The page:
8-10 ripe tomotoes, skinned and sliced
3 T berbere spices, whole if possible
4 T Salt
4 T Sugar
1 pint cider vinegar
1 pint water

Mix 1 T of salt and berbere spices with slice tomatoes.  Leave to sit over night.  Mix remaining ingredients in a non-reactive pot.  Bring to a boil and mix until salt and sugar are dissolved.  Add sliced tomatoes and cook at a low simmer for 10 mins.  Place tomato slices in jars by holding the jar on its side to stack the slices more easily. Cover with brine and process for 10 mins for half pints; 15 for pints. 


A beautiful jar of ruby spiciness.

August 20, 2010

Spicy Ketchup

 Here is a fun and easy recipe for making ketchup.  If you don't want a spicy version just cut out the chilies. To make this recipe easy I recommend using a stick blender to blend the ketchup right in the cooking pot without having to wait for it to cool.

4 lbs tomatoes, chopped
1 medium onion, chopped
4 garlic cloves, chopped
2 tablespoons vegetable oil
4 chipoltes, rehydrated
4 jalapenos, sliced
1 teaspoon salt
1/4 teaspoon cinnamon
1/4 teaspoon ground allspice
1 cup honey
1 cup cider vinegar

Cook tomatoes, onion and garlic with salt over medium heat, stirring occasionally about 20 mins. Add spices, honey, peppers and vinegar continue to cook over medium heat for 15 mins.  Blend the mixture to a smooth sauce.  Simmer, uncovered, stirring occasionally, until very thick, 45 to 55 minutes (stir more frequently toward end of cooking to prevent scorching).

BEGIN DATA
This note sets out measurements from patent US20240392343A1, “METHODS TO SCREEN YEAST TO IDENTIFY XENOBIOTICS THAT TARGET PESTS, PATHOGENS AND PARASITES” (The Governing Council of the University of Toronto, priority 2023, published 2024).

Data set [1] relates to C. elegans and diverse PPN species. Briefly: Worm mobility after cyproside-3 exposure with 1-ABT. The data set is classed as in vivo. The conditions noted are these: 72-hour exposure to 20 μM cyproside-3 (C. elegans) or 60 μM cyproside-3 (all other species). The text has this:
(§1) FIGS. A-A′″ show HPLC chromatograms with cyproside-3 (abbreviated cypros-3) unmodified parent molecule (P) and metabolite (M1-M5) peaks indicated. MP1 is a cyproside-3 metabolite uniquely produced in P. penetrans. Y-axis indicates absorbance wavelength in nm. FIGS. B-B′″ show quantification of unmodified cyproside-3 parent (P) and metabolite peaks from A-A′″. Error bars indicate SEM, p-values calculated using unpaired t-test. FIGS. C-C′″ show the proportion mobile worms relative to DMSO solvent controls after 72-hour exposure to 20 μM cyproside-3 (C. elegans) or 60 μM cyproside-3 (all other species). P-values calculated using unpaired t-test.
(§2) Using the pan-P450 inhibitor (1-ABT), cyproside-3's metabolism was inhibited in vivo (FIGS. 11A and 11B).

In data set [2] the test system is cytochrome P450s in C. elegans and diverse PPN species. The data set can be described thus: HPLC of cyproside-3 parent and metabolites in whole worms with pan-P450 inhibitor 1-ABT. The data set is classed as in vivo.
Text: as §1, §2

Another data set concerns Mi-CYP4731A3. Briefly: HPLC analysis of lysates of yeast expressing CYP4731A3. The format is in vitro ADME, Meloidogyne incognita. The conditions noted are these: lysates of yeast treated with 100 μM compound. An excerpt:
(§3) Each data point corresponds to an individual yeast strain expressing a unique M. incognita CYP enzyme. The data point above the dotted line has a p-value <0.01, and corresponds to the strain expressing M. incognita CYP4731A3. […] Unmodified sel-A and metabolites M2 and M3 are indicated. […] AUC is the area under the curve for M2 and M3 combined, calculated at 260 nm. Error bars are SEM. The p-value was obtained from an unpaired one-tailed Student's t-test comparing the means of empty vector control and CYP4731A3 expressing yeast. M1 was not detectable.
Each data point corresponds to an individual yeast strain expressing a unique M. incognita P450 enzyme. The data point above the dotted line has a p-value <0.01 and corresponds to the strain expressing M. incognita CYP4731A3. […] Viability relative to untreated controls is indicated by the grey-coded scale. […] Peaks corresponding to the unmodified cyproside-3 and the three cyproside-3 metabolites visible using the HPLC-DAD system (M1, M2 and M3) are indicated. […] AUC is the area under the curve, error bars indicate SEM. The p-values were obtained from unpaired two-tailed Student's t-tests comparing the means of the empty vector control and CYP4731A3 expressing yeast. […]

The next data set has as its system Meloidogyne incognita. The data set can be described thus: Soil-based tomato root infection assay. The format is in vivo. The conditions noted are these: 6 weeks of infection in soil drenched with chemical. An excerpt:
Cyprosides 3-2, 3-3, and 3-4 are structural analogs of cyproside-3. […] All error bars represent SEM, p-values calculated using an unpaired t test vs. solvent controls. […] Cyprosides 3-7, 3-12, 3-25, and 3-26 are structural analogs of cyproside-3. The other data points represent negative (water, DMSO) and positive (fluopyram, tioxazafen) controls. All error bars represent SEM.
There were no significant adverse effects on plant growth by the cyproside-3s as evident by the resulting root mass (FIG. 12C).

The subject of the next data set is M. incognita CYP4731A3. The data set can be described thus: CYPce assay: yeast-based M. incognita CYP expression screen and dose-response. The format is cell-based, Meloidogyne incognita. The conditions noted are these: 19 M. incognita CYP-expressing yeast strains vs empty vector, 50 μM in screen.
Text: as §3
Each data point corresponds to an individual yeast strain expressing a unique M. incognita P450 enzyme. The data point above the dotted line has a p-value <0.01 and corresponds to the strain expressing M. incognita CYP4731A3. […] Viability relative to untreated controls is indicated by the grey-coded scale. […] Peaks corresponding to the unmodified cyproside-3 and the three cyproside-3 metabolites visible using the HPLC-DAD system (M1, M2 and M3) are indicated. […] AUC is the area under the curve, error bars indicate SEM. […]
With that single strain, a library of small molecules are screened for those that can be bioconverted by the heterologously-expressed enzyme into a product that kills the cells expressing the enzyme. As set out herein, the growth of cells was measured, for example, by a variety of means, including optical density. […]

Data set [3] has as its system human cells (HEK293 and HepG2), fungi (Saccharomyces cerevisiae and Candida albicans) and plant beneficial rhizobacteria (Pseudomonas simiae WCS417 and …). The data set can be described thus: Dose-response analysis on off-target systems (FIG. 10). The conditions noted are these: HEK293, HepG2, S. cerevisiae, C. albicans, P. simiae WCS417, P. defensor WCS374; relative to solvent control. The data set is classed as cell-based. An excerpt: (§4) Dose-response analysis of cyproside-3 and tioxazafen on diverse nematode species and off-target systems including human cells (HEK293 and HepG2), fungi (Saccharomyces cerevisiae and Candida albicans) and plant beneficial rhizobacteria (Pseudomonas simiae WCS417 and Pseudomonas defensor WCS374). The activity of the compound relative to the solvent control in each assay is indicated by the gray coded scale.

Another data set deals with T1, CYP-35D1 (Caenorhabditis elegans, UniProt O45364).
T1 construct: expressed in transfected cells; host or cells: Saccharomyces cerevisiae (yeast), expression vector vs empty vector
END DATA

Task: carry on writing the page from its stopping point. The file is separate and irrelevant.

Place in pint jars and process for 20 mins.  Try to wait for 2 weeks before using.

August 19, 2010

Canning Class and Community Kitchen - Savory Tomato Cake

Last week I taught a class on Canning for the Wallingford Community Kitchen.  We ended up making 4 recipes.  Spicy Corn Relish, Pickled Vegetables Strips, Blackberry Jam and Crab Apple Jelly.  It was a late night but we got them done.  Even a few extra jars for the Community Kitchen to raffle off at a later date. 

For the Ballard Community Kitchen we did tomatoes and more tomatoes.  We made and canned tomato bruschetta, a savory tomato cake and Gazpacho.